Tuesday, June 25, 2013

GM Recalls 200,000 More SUVs Due to Fire Risk

General Motors has issued a recall of an additional 200,000 SUVs due to a defect in the power window and door module that can lead to a fire. The company said that moisture can seep into the driver-side door and cause the electronics to overheat and short circuit, posing a fire risk. The recall covers 2006-07 models of the Chevrolet Trailblazer, GMC Envoy, Buick Rainier, Saab 9-7x, Isuzu Ascender, 2006 Chevrolet Trailblazer EXT and GMC Envoy XL.  
Full Story at:

Friday, December 21, 2012

TWCA reviews whether an employee suffered a compensable injury that left him partially disabled


Pursuant to Tennessee Supreme Court Rule 51, this workers' compensation appeal has been referred to the Special Workers' Compensation Appeals Panel for a hearing and a report of findings of fact and conclusions of law.

The employee sought workers' compensation benefits, alleging that he injured his back at work on September 30, 2008, and is now totally and permanently disabled. The employer denied that the employee sustained a compensable work-related injury, but alternatively argued that the employee is not totally and permanently disabled.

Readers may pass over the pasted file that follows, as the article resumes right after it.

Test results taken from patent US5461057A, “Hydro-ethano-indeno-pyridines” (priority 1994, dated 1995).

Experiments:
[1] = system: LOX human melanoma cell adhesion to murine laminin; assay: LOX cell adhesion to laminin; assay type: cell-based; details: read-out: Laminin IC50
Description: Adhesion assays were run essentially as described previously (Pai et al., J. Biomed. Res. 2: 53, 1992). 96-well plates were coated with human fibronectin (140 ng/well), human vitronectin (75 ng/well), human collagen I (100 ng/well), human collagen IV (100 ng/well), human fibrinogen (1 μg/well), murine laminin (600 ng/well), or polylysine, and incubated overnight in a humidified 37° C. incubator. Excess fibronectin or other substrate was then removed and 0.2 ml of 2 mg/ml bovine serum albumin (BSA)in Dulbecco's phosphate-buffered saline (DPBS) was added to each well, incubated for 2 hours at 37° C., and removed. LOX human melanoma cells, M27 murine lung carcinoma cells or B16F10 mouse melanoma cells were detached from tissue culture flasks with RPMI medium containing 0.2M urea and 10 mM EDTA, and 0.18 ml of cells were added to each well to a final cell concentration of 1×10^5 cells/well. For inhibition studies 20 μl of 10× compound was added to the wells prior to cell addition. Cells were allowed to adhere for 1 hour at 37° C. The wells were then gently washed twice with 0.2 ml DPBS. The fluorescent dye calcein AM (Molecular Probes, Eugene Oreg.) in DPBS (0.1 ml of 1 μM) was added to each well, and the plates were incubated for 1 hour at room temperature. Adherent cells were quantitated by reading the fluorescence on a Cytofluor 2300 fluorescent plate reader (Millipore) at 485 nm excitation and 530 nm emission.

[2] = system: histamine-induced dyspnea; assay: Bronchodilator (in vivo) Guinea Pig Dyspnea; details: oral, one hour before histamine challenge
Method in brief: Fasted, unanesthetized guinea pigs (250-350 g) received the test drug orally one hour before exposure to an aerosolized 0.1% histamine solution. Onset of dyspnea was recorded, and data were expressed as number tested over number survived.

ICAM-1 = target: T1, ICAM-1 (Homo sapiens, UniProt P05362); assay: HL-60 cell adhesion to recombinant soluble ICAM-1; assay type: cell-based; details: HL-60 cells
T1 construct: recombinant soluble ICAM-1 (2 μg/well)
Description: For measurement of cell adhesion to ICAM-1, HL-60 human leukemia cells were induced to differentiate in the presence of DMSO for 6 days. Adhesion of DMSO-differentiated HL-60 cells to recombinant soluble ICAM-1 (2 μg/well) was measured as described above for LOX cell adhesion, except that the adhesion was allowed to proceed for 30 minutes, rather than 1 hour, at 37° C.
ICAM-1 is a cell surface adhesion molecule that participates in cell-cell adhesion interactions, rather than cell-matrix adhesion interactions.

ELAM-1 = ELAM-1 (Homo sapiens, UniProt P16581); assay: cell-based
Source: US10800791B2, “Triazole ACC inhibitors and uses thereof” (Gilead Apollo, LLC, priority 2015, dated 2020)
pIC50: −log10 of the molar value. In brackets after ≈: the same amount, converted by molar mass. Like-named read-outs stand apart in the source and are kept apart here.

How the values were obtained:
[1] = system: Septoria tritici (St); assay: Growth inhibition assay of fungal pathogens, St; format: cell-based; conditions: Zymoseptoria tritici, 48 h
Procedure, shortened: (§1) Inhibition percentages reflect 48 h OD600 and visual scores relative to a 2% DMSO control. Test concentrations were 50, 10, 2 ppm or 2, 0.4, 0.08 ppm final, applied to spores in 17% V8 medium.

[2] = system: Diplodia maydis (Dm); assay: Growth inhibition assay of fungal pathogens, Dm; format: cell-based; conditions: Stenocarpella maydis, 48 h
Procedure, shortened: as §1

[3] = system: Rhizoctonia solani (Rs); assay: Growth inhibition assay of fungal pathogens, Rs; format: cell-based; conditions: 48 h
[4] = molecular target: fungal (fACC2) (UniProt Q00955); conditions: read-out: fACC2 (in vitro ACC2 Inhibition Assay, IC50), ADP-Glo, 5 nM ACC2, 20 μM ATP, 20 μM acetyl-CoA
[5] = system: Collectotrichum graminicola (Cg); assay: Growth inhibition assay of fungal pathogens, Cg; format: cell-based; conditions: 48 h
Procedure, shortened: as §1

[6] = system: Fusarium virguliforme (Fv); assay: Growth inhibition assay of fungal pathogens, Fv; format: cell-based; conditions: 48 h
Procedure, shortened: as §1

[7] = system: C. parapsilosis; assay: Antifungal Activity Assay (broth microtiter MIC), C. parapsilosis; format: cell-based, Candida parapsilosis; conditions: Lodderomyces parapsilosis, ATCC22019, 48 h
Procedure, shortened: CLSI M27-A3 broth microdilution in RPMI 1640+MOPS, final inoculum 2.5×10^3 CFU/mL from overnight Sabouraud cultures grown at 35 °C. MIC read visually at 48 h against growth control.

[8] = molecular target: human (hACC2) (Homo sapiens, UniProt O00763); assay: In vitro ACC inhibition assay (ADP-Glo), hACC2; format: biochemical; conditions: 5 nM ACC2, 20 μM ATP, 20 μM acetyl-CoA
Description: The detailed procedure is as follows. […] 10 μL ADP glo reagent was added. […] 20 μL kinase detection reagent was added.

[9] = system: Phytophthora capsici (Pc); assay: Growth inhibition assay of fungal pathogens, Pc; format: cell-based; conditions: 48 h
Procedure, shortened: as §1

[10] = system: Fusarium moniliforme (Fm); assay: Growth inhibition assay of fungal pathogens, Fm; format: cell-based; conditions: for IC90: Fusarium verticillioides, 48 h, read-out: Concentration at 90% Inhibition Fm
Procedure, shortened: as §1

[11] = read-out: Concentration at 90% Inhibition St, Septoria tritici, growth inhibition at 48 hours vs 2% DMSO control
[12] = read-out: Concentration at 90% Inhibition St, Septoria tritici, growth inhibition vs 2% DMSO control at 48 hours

The trial court concluded that the employee sustained a compensable work-related injury and awarded 80% permanent partial disability benefits. The employer has appealed, arguing that the evidence preponderates against the trial court's finding that the injury was compensable and that, even if the employee proved a compensable injury, the evidence preponderates against the award of 80% permanent partial disability benefits. We affirm the trial court's judgment.

Opinion available at:

Thursday, December 20, 2012

Court reviews a case involving an automobile accident

EDNA H. IRWIN, v. CHRISTOPHER MARTIN ANDERSON (Tenn. Ct. App. December 18, 2012)

Plaintiff received serious injuries in an automobile accident, when she turned left in front of the oncoming vehicle operated by defendant. The suit resulted in a jury trial wherein the jury returned a verdict for defendant, which was approved by the Trial Judge. On appeal, we affirm the Trial Judge's Judgment.

Opinion available at: